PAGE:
Download e-book

What is ‘Value’ Investing?

Value investing is a well-regarded investment strategy with its roots tracing back several centuries. However, it was only in the 20th century that it began to crystallise into a formalised approach, with a significant milestone being the publication of "Security Analysis" by Benjamin Graham and David Dodd in the 1930s. This book introduced a method to ascertain a company's intrinsic value based on its Earnings Per Share (EPS) and long-term growth prospects. Graham further refined this approach in his subsequent book "The Intelligent Investor" (1974), though the essence of the strategy remained intact.

The core idea of value investing revolves around the "value factor," which is a fundamental component of factor investing. It posits that stocks priced below their intrinsic value have a higher likelihood of outperforming those priced at a premium over time. This hypothesis is anchored in the assertion that market inefficiencies can result in mispricing, thus creating opportunities for astute value investors to achieve superior returns.

The pivotal research by Eugene Fama and Kenneth French in 1992, titled "The Cross-Section of Expected Stock Returns," lent empirical support to the value factor. Their findings illustrated that portfolios consisting of stocks with low price-to-book (P/B) ratios tended to outperform those with high P/B ratios over an extended period.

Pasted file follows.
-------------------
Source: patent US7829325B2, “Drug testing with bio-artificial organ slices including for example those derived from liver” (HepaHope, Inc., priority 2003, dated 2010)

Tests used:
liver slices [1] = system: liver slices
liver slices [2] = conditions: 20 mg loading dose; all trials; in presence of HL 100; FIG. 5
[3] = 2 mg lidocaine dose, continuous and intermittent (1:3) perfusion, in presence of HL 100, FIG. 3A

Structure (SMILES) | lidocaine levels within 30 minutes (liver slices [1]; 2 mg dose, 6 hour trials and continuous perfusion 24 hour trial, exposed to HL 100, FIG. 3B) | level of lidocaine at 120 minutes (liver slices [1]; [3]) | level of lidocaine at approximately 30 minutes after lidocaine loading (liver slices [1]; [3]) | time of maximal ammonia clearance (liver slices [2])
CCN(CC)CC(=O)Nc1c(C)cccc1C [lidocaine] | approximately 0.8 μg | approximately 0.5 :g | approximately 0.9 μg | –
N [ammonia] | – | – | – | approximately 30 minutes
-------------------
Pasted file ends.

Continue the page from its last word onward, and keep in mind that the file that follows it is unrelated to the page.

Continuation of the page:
Since then, the value factor has attracted considerable attention in the academic realm, fostering a robust body of research. Scholars have not only corroborated the legitimacy of the value factor but also delineated various metrics to gauge it, such as Price-to-Earnings (P/E), Price-to-Book (P/B), Price-to-Sales (P/S), Price-to-Cash Flow (P/CF), Enterprise Value to Earnings Before Interest, Taxes, Depreciation, and Amortized Expenses (EV/EBITDA), and Dividend Yield, among others.

It's noteworthy to mention that while the value factor has showcased its potential to yield superior returns over the long haul, value investing carries its set of risks. Value stocks may display heightened volatility in comparison to growth stocks, and there could be phases where they lag. Hence, investors are advised to understand and carefully navigate the intricacies and trade-offs embedded in the pursuit of value-centric strategies.